14:14 GMT01 June 2020
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    The UK entrepreneur previously headed one of the most successful software companies in Britain before making a fateful multibillion dollar sale that came to haunt him six years later.

    Mike Lynch, the former chief executive officer of Autonomy, a software start-up that became a FTSE 100 technology powerhouse, might lose his estimated $658m fortune, following a criminal investigation by the US Department of Justice (DOJ) and a $5bn civil liability suit in the UK.

    The legal proceedings in questions are concerned with the sale of Autonomy to tech giant Hewlett-Packard (HP) for some $11.7bn in 2012.

    READ MORE: Hewlett-Packard Confirms Split, Job Reductions Plans

    According to the court documents seen by The Telegraph, Lynch's right hand man, Autonomy's former chief financial officer Sushovan Hussain, is charged with as many as 17 counts of securities and wire fraud.

    Hussain, who is now facing 20 years in prison, supposedly cooked Autonomy's books and lied to investors, auditors and HP representatives in order to inflate the company's value, earning $7.7m as a direct result of the sale.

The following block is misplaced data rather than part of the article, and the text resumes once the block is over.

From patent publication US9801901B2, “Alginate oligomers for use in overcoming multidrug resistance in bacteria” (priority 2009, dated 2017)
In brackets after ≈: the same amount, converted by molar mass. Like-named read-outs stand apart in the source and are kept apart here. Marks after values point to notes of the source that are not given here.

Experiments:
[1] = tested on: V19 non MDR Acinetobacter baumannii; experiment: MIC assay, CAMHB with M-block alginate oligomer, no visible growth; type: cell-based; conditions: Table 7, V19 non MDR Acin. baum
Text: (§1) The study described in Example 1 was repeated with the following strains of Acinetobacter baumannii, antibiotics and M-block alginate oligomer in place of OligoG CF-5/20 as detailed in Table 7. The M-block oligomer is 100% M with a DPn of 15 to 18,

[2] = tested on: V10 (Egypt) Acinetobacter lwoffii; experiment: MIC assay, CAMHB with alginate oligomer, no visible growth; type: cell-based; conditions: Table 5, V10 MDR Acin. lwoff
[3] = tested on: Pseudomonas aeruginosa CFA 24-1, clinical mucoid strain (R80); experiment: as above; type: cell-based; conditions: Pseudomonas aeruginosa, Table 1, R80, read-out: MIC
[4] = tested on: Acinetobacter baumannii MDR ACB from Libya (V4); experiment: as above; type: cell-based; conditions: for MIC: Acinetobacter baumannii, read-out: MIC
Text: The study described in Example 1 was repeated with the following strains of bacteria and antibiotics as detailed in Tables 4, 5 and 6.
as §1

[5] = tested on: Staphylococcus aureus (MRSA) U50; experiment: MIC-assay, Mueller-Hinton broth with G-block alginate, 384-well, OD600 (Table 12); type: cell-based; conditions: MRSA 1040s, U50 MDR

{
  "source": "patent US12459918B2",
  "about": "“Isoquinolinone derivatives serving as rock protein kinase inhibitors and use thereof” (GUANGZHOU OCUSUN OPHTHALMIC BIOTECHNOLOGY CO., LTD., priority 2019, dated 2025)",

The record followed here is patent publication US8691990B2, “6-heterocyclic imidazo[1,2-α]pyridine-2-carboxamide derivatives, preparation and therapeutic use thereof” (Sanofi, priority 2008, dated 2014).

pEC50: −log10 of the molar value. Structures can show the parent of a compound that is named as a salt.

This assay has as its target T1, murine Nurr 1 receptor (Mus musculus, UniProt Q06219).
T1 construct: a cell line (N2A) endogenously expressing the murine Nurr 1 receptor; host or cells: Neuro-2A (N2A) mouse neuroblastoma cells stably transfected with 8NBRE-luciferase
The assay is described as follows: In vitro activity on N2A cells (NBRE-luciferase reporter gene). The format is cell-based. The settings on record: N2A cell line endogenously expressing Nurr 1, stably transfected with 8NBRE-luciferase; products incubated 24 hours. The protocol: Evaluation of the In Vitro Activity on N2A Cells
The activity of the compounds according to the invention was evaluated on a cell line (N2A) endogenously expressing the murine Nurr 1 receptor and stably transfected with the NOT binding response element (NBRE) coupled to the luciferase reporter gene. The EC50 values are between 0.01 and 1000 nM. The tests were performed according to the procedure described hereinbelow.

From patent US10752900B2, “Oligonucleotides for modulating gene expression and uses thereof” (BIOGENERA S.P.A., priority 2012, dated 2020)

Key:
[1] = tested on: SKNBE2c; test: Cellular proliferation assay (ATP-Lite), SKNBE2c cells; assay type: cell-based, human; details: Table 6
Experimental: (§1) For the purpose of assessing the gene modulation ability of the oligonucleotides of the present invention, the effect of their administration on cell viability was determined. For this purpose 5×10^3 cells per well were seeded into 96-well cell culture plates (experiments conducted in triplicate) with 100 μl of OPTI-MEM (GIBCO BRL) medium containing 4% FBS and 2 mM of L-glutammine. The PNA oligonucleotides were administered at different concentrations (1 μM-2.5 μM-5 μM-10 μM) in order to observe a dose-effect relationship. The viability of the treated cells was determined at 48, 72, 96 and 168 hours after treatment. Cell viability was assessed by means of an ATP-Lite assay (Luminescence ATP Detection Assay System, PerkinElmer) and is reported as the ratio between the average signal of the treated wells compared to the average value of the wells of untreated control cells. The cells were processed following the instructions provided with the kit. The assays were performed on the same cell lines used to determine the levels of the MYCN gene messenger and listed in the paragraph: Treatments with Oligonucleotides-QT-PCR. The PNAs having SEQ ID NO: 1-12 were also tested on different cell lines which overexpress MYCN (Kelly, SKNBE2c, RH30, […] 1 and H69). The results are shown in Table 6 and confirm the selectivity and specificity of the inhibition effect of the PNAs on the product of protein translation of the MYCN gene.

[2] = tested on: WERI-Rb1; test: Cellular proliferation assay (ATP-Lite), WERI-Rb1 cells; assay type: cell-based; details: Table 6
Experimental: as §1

One of the incidents brought up by HP's legal representatives included Autonomy's purchase of a van from one of its US resellers for staggering $9.6m.

    The reseller subsequently gave most of the sum back to Autonomy in order to make up for a previously botched software deal in an effort to inflate the company's revenues and "make Autonomy attractive to potential purchasers," the prosecution argued.

    READ MORE: Apple Faces Israelis' Group Suit Arguing It Forces Clients to Buy Costly iPhones

    Through his lawyer, Hussain denied the accusations, claiming that he "defrauded no one and, as Autonomy's CFO, acted at all times with the highest standards of honesty, integrity and competence".

    However, Christopher Egan, who previously headed Autonomy's subsidiary company in the US has struck a plea bargain deal with the DOJ, having his fraud charges dropped in exchange for acting as a witness against Hussain.

    Although Lynch himself does not figure in the US criminal investigation, the successful prosecution of Hussain might be a decisive factor in civil proceedings brought against him by HP in the UK.

    The civil case is more comprehensive than the criminal proceedings against Hussain, alleging that massive fraud surrounded Autonomy's sale to HP and may strip the 52-years-old British millionaire of $5.1bn.

    Lynch also denied any accusations of fraud and countersued HP for damages to his business reputation.


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    tech companies, acquisition, corporate merger, case, criminal, trial, fraud, FTSE, Hewlett-Packard, United States, United Kingdom
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